2. The laws of God could not have been abolished by Christ’s death, since these laws were made a part of the New Covenant. “For this is the covenant that I will make with the house of Israel after those days, saith the Lord; I will put my laws into their mind, and write them in their hearts: and I will be to them a God, and they shall be to me a people” (Heb. 8:10). The New Covenant was activated by Christ’s blood (Mark 14:24), thus His death established the laws of God. They are now a part of the terms and conditions of the New Covenant; only in a different way – they are written in our hearts and minds through the empowerment of the Holy Spirit.

  3. We have an obligation to adhere to the laws of God because He is our Creator. The creature is subject to the Creator (Rom. 1:25).

  4. We also have an obligation to follow the laws of God because Christ and the Apostles directed us to follow them on numerous occasions. “And he said unto him, Why callest thou me good? there is none good but one, that is, God: but if thou wilt enter into life, keep the commandments (Matt. 19:17).

  5. We are still bound to the laws of God because we can still sin. Paul refutes the concept of antinomianism: “What then? shall we sin, because we are not under the law, but under grace? God forbid” (Rom. 6:15). Paul is not saying we are not in any way subject to the laws of God, for if you are not under or legally subject to a law you cannot break it, and there can be no sin. Nearly every writer of the New Testament warned us about sin. This means we are still subject to the laws of God, but in a new way other than by the Old Covenant.

  6. The Law of God is our measure of rewards and punishments in the resurrection. “Blessed are they that do his commandments, that they may have right to the tree of life, and may enter in through the gates into the city. For without are dogs, and sorcerers, and whoremongers, and murderers, and idolaters, and whosoever loveth and maketh a lie” (Rev. 22:14-15). The Final Judgment is carried out according to some Law, as are all just judgments or decisions.

  7. The laws of God are a part of our Anglo-Saxon common law, and thus as Europeans we have a legal obligation to adhere to the laws of God. Bible history and teaching, from Genesis to Revelation, reveals that our God wants His people to keep His laws, whether or not there is a covenant requiring them to do so. This is the case under the New Covenant. If we were to go back and read again the pro-law verses (and others like them) we cannot come to any other conclusion, especially since God placed His laws in our hearts and minds.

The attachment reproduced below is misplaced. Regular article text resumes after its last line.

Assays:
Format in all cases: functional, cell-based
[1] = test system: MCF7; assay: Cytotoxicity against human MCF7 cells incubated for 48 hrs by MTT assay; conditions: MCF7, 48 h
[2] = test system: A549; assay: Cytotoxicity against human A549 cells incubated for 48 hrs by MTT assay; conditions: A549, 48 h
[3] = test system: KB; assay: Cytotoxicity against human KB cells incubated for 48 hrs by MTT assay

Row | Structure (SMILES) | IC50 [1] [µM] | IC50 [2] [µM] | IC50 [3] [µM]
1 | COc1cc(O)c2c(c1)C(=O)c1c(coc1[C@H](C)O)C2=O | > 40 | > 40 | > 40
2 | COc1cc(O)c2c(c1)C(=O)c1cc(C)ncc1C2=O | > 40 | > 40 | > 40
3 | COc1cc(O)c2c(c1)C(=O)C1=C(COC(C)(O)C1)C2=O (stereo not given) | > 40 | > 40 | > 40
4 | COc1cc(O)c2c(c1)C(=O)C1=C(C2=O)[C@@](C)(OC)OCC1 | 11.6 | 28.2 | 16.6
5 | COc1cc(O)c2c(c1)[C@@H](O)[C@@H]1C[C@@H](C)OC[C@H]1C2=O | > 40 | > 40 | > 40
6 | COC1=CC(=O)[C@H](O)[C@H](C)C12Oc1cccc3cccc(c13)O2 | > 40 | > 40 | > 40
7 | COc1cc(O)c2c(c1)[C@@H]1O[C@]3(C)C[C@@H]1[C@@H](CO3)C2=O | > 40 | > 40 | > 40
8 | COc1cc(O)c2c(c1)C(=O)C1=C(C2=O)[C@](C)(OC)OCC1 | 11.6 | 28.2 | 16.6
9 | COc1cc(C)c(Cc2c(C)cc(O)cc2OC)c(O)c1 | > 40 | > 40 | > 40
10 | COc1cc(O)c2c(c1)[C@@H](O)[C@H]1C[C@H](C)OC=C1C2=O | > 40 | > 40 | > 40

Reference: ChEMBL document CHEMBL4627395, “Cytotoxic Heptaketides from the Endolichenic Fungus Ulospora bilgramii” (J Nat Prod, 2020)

Jesus a Type of Melchizedek

Summing this subject up, we find that the book of Hebrews also has much to say about the Law where it compares Jesus to Melchizedek.

Now if perfection could have been attained through the Levitical priesthood—for on this basis the people received the Law—what further need would there be to speak of appointing another kind of priest according to the order of Melchizedek, not one according to the order of Aaron? When a change in the priesthood takes place, there must also be a change in the Law. –Heb. 7:11-12, ISV

For the person we are talking about belonged to a different tribe, and no one from that tribe has ever served at the altar. Furthermore, it is obvious that our Lord was a descendant of Judah, and Moses said nothing about priests coming from that tribe. This point is even more obvious in that another priest who is like Melchizedek has appeared who was appointed to be a priest, not on the basis of a genealogical registry, but rather on the power of an indestructible life. For it is declared about him, ‘You are a priest forever according to the order of Melchizedek.’ Indeed, because it was weak and ineffective, the former commandment has been annulled, since the Law made nothing perfect, and a better hope is presented, by which we approach God. – Heb. 7:13-19, ISV

In this way, Jesus has become the guarantor of a better covenant.” –Heb. 7:22, ISV